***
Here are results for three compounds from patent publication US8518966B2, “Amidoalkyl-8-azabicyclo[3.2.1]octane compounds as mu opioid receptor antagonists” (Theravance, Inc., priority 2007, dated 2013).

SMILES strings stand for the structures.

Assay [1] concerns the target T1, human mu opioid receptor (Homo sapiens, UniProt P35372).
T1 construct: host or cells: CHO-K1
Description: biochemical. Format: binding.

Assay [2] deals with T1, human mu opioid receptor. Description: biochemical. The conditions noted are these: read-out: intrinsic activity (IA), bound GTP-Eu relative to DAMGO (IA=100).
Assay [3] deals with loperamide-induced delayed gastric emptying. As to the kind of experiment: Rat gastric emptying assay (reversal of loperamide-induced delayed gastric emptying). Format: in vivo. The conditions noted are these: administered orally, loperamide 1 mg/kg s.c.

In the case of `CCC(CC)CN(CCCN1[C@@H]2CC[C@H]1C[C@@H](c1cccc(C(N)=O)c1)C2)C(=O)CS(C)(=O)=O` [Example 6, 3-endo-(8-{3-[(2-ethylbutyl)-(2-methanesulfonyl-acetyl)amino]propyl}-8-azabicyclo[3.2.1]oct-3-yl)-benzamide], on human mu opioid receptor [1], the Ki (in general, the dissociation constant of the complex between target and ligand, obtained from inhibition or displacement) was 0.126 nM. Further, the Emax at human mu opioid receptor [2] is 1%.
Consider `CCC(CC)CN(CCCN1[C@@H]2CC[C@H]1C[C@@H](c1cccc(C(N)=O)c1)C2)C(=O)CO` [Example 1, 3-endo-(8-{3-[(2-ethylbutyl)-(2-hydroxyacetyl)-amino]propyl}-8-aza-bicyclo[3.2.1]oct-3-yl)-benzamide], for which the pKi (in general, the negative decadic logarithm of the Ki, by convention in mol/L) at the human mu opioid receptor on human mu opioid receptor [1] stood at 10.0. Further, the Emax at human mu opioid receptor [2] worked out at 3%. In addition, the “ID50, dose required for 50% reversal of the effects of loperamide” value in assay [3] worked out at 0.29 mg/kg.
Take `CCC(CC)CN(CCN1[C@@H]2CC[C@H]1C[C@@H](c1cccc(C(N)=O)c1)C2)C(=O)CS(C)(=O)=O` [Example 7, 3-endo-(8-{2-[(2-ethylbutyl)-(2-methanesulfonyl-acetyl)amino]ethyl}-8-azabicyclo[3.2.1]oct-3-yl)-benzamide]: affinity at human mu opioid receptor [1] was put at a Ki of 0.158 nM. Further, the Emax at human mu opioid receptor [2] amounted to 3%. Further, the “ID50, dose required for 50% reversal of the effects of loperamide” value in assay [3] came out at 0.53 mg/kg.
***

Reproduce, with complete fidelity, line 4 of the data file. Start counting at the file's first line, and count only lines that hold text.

T1 construct: host or cells: CHO-K1